Call of Duty Elite, Activision's new social network and stat-tracking service that will launch alongside Modern Warfare 3—and work with last year's Call of Duty: Black Ops—is largely going to be free to use. But there are very good reasons for investing in Elite.
At the war game maker's Call of Duty XP gathering, Activision Publishing CEO Eric Hirshberg finally put a price on the premium subscription it plans to offer to Call of Duty Elite members: $50 USD per year. That's ten dollars less than the cost of purchasing a year's worth of downloadable map packs at $15 a pop, Hirshberg says, which millions of Call of Duty fans seem content to do annually.
(Call of Duty: Black Ops players have purchased more than 18 million map packs since the game's launch last November.)
Players who purchase an annual premium membership to Call of Duty Elite will receive "every piece of downloadable content [for Call of Duty: Modern Warfare 3] for the year," Hirshberg said during a press preview at this weekend's Call of Duty XP convention. He estimated 20 pieces of content in all, including map packs, missions for Modern Warfare 3's Spec Ops mode, additional unspecified game modes and more. Premium Elite subscribers will also get it first and faster, he said.
"In the past, we offered it four times a year," Hirshberg said of standard Call of Duty map pack releases, typically sold as a bundle every few months. "Premium will get it monthly."
Maps and other content downloaded via one's premium Elite subscription will still be yours even if you let your premium membership lapse, the company said. Players won't be required to maintain an ongoing paid subscription (a la Sony's PlayStation Plus) to access their digital goods downloaded through Elite.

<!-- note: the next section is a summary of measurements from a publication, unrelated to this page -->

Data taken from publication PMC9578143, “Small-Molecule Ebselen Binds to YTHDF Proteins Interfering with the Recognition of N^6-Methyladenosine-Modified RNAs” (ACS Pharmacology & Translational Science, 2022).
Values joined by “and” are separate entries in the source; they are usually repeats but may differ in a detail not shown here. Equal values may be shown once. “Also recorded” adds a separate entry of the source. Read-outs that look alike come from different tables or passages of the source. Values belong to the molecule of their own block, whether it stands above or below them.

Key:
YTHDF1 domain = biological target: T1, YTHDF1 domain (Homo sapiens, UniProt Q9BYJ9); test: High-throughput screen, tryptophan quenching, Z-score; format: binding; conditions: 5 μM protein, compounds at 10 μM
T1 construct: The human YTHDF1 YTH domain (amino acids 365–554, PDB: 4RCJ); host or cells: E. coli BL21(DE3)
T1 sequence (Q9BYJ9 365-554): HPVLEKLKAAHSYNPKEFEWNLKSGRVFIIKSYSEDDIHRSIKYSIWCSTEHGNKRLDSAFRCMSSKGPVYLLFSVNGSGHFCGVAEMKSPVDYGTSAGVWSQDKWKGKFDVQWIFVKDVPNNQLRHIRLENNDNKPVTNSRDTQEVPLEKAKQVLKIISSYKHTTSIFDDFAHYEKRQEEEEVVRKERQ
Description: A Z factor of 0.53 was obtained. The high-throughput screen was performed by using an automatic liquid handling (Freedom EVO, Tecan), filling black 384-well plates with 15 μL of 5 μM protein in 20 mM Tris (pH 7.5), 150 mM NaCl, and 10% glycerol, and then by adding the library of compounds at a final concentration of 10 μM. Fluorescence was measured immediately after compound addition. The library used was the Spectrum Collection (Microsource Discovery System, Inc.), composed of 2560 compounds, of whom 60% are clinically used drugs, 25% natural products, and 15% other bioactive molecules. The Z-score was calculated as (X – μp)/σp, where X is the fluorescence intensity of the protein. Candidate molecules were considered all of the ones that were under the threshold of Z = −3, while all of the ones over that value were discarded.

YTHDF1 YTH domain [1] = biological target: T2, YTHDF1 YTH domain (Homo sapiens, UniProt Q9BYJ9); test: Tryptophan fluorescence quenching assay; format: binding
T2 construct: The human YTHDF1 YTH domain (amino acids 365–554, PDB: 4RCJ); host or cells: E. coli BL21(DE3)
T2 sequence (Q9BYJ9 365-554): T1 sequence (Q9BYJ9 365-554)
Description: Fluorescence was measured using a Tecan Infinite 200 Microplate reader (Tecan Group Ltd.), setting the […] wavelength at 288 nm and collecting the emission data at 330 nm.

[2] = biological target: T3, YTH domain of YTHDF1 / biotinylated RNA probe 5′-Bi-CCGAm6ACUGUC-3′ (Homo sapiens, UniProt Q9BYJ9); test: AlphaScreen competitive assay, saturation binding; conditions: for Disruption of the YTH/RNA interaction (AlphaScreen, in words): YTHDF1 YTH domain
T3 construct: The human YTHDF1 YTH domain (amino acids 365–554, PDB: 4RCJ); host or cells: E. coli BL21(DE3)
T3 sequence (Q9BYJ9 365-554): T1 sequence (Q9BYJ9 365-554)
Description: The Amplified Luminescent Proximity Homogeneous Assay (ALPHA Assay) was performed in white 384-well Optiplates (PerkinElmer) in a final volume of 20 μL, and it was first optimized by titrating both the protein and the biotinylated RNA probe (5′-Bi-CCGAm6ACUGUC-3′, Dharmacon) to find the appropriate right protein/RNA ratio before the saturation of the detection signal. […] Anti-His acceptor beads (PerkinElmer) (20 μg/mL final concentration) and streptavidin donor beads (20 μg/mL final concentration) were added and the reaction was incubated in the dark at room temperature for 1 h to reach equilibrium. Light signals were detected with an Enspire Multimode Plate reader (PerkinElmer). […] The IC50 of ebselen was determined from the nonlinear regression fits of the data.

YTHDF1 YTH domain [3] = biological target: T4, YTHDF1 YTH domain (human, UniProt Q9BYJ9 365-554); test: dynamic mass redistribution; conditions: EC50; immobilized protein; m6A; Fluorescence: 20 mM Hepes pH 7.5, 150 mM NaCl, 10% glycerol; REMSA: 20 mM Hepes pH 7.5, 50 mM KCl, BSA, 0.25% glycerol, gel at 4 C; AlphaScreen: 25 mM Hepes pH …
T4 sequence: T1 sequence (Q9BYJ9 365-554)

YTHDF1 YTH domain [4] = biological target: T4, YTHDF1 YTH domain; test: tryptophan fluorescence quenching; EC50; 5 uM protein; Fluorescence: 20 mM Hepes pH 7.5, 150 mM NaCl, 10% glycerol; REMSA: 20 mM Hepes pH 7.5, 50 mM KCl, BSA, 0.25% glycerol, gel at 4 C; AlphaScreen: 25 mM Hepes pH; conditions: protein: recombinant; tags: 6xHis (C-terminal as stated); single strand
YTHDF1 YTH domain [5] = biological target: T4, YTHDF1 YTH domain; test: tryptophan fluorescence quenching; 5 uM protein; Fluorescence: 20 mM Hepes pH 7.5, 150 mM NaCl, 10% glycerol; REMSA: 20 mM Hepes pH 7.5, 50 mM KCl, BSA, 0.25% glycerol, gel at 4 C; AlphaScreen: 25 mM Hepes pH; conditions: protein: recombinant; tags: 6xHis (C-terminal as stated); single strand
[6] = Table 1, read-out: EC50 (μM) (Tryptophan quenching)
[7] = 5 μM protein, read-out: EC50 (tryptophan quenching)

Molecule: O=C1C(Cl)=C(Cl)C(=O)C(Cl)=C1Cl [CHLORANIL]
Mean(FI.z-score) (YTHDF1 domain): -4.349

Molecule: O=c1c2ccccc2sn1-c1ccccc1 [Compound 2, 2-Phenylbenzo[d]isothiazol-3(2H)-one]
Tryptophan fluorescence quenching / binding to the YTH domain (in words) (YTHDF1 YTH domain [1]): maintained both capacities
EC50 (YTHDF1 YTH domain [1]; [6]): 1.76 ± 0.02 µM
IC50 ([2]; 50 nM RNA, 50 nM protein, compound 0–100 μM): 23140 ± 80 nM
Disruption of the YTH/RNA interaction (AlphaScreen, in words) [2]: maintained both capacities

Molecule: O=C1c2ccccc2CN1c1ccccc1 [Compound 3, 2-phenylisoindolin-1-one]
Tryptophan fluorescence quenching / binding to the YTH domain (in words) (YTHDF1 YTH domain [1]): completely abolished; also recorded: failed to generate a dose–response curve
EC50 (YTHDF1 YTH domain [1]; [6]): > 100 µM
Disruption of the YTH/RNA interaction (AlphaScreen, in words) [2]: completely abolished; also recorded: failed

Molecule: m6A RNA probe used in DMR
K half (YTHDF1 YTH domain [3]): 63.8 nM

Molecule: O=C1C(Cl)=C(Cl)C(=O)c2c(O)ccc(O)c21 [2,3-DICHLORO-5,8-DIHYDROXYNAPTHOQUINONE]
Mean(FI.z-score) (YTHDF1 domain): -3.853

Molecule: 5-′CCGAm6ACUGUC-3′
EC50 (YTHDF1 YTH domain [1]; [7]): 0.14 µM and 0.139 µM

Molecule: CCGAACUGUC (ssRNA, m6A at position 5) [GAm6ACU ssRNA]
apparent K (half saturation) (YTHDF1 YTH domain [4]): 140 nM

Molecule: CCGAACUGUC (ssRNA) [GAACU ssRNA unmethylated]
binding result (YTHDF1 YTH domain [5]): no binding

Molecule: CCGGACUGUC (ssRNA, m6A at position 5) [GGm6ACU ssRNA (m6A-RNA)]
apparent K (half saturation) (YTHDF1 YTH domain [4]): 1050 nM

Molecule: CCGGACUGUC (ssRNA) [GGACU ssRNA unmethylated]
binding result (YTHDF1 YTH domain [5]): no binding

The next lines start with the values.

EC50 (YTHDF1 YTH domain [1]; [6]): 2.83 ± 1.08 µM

Premium Elite memberships also allow players to take part in daily competitions for virtual and real prizes—iPads, for example. Activision says these competitions "aren't just for the pros." Players of all skill levels can take part, they say, with competition matches "managed and refereed by real people 24/7."
The premium subscription fee also lets players level up their Elite clans through specific challenges. Leveling up one's clan unlocks virtual items like camouflage for weapons, badges and name tags, even double XP weekends on a clan-by-clan basis.
It also includes video storage capacity eight times what a free membership offers, access to "expert strategy and analysis from the best players in the world," and the ability to watch Elite TV, the premium episodic video content being created by Hollywood talent like Will Arnett, Jason Bateman, and Tony and Ridley Scott. Bateman and Arnett will deliver "Noob Toob," which Hirshberg described as "gamers provide the videos, they provide the smack talk." The Scotts will bring "Friday Night Fights" to Elite TV, a program built from Modern Warfare 3 game footage.
Call of Duty Elite's annual premium membership will cost $49.99 USD, according to Activision. Players will be able to subscribe via Xbox Live Marketplace and PlayStation Store. Activision also expects to sell Elite memberships at GameStop stores.
It will also include one year of premium Elite membership to players who purchase the Call of Duty: Modern Warfare 3 "Hardened Edition," Activision confirmed.
Call of Duty Elite, currently available in beta form as a web-based client, will also come to consoles (Xbox 360 and PlayStation 3) and mobile devices (iPhone, iPad and Android). I got a chance to preview the Elite interface for the Xbox 360—a free downloadable application, I'm told, just like the mobile versions—and found it identical to the web interface.
Elite's mobile apps may feature less functionality than the full-sized versions, but Hirshberg promises iOS and Android versions will still be "deep and rich."
Call of Duty Elite launches wide on November 8 alongside the release of Modern Warfare 3.
The people who make Call of Duty keep promising that they won't charge you extra to play their hit game against other people. They shoot down any fears that they're going to turn CoD multiplayer into a pay-per-month subscription service, a la World of Warcraft or HBO. More »